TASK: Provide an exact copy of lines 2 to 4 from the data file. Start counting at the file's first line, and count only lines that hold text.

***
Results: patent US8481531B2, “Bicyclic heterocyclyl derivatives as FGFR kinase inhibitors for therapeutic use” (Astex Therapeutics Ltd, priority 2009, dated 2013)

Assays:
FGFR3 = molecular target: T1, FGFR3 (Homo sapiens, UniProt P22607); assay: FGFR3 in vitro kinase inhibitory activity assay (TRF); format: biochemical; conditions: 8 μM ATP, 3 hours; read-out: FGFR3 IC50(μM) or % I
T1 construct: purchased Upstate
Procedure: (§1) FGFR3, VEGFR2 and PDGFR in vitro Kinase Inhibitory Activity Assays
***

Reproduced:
Assays:
FGFR3 = molecular target: T1, FGFR3 (Homo sapiens, UniProt P22607); assay: FGFR3 in vitro kinase inhibitory activity assay (TRF); format: biochemical; conditions: 8 μM ATP, 3 hours; read-out: FGFR3 IC50(μM) or % I
T1 construct: purchased Upstate